I knew there was a catch. I’m sure you’ve heard of it – you sit through an hour and one half presentation and hard sales pitch for timeshares because you are promised a free cruise whether you purchase anything or not. So, I knew there had to be a catch, but I wanted to know the specifics of the catch. So I decided to go through the entire getting-my-“free”-cruise process as an experiment. It’s not as if I was desperate for a free cruise – I’ve been on two already.
After sitting through the hour and one half lecture/hard sell I did not leave with the promised free cruise certificate. What I left with was a form to mail in to receive the free cruise certificate within 10 days. So I completed and mailed the form. Thirty days later I did not have my cruise certificate, so I called the place where I attended the timeshare lecture. Since they don’t actually handle the free cruises (they have another company handle that) they could not help me. Luckily, I had kept a copy of what I mailed. Although there was no telephone number or e-mail, I was able, through some internet sleuthing, to get a phone number for the company. After I called I got the next piece of mail about a week later. It was not the free cruise certificate. It was another form to send in after which I would receive information about available cruises in 10 days. Another 30 days passed and still no response so I got on the phone again. I went through two more iterations of this process over the next two months before I finally got a new form. It was THE form – the one where I actually got to select my cruise.
My cruise won’t actually be free though. There will be a “processing fee,” but it’s still much lower than the cost of a cruise so I decided to pursue it. There was also mention of an upgrade fee if I wanted a cabin other than an interior cabin. I picked my first and second choices, picked the interior cabin, and mailed the form. At this point they wanted an e-mail address so they could e-mail me details. In about 10 days I actually got an e-mail confirming my first choice of cruise. Here’s where the catch came in. They added an upgrade charge. I e-mailed back asking why the upgrade since I requested and received an interior cabin. Guess what? Their definition of a cabin that does not require an upgrade is the entry-level interior cabin – the one with the bunk beds. There was no mention of this distinction on the form I sent in with my cruise choices. They were out of those so they upgraded me to an interior cabin with two twin beds.
I had a hunch, so I went to the web site for the cruise line I had selected and went through their process of booking the same exact cruise. I noticed a couple of things. The cruise line itself charges the same price for both types of cabin – the cruise line does not charge more for an interior cabin with twin beds as opposed to an interior cabin with bunk beds. Regardless of which cabin I select, my cost if I go directly through the cruise line is only $90 more than the “free” cruise I have earned.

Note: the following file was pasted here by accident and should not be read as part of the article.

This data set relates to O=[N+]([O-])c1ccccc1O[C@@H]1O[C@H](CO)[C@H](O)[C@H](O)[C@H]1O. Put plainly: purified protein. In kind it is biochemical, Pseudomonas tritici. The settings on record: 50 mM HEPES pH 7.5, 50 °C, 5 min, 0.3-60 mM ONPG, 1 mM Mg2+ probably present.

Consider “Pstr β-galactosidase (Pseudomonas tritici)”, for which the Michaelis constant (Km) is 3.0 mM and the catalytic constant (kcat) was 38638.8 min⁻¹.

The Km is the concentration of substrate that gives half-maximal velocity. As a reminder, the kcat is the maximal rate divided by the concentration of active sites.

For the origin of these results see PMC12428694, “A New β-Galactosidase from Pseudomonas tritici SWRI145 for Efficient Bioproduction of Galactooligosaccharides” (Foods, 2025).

I went back and forth with the reservation agent by e-mail questioning this forced upgrade and my last e-mail contained the word “scam.” In ten minutes I received an e-mail from the “Cruise Department Manager.” He really wanted to talk to me so I called him, left a message, and got a call back in a couple of hours. Here is what I learned:
• They sell the leftover cabins and only get a certain allotment per cruise.
• He indicated the leftover cabins are the ones no one wants. He had no good answer for why they would not have any entry-level bunk bed cabins allotted since those are the least popular cabins.
• Since I wanted to cruise out of Galveston, TX (because I can drive there and not pay airfare to get to a departure port), there are no entry-level interior cabins on any of the three cruise lines they deal with. Apparently this is a function of the port being Galveston and beyond his control. He assured me that they “never” get any entry-level allotments for cruises departing from Galveston.
• If I would leave from another port, like Miami, he’s certain he can get me the entry-level cabin with no upgrade fee. However, I know the cost of airfare will negate this savings.
• Best times (meaning slightly smaller upgrade charges) to cruise are the months of November-January. This happens to coincide with hurricane season.
• They might have some entry-level allotments during the next cruise season (even though he has told me early that they “never” get them for Galveston) that starts in 2008, but by then my time limit to take the cruise will have expired since the clock started ticking when I mailed the first form, not at the point where I was able to actually request a specific cruise and date.
He did ask me if I would be willing to cruise in January 2007 and I indicated I would. He then told me he had found me a “great” deal on another cruise line. The upgrade fee is smaller due to the time of year and it sails out of Galveston. I told him I would get back to him and thanked him for his time.
I went online to that cruise line’s web site and went through the booking process for the cruise for which he had the “great” deal. Price difference – $92.